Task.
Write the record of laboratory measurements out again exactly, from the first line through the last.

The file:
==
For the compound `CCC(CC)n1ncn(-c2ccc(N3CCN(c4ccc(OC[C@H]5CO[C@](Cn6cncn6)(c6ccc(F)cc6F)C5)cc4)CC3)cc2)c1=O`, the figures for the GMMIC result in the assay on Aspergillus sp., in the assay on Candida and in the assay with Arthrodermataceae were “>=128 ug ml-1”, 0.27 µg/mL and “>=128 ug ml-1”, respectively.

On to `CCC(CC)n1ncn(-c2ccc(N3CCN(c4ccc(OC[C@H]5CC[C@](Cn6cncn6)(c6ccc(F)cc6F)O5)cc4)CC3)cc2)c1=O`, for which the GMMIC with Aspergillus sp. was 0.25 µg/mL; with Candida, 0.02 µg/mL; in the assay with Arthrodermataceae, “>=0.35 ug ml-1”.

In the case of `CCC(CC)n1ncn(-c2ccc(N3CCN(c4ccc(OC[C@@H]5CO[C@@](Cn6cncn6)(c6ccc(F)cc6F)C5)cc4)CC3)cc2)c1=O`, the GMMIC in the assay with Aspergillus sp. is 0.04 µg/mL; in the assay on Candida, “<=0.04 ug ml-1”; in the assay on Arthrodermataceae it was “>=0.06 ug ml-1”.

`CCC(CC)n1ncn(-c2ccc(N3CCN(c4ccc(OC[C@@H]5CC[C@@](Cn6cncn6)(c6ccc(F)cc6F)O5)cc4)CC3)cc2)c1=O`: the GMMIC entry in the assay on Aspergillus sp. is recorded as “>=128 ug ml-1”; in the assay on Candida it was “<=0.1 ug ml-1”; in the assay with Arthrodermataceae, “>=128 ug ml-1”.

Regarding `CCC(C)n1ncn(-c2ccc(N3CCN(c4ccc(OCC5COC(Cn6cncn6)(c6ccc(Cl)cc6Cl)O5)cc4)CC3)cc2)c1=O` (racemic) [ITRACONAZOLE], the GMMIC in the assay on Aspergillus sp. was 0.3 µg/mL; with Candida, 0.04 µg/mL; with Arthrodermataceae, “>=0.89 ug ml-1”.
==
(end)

For the compound `CCC(CC)n1ncn(-c2ccc(N3CCN(c4ccc(OC[C@H]5CO[C@](Cn6cncn6)(c6ccc(F)cc6F)C5)cc4)CC3)cc2)c1=O`, the figures for the GMMIC result in the assay on Aspergillus sp., in the assay on Candida and in the assay with Arthrodermataceae were “>=128 ug ml-1”, 0.27 µg/mL and “>=128 ug ml-1”, respectively.

On to `CCC(CC)n1ncn(-c2ccc(N3CCN(c4ccc(OC[C@H]5CC[C@](Cn6cncn6)(c6ccc(F)cc6F)O5)cc4)CC3)cc2)c1=O`, for which the GMMIC with Aspergillus sp. was 0.25 µg/mL; with Candida, 0.02 µg/mL; in the assay with Arthrodermataceae, “>=0.35 ug ml-1”.

In the case of `CCC(CC)n1ncn(-c2ccc(N3CCN(c4ccc(OC[C@@H]5CO[C@@](Cn6cncn6)(c6ccc(F)cc6F)C5)cc4)CC3)cc2)c1=O`, the GMMIC in the assay with Aspergillus sp. is 0.04 µg/mL; in the assay on Candida, “<=0.04 ug ml-1”; in the assay on Arthrodermataceae it was “>=0.06 ug ml-1”.

`CCC(CC)n1ncn(-c2ccc(N3CCN(c4ccc(OC[C@@H]5CC[C@@](Cn6cncn6)(c6ccc(F)cc6F)O5)cc4)CC3)cc2)c1=O`: the GMMIC entry in the assay on Aspergillus sp. is recorded as “>=128 ug ml-1”; in the assay on Candida it was “<=0.1 ug ml-1”; in the assay with Arthrodermataceae, “>=128 ug ml-1”.

Regarding `CCC(C)n1ncn(-c2ccc(N3CCN(c4ccc(OCC5COC(Cn6cncn6)(c6ccc(Cl)cc6Cl)O5)cc4)CC3)cc2)c1=O` (racemic) [ITRACONAZOLE], the GMMIC in the assay on Aspergillus sp. was 0.3 µg/mL; with Candida, 0.04 µg/mL; with Arthrodermataceae, “>=0.89 ug ml-1”.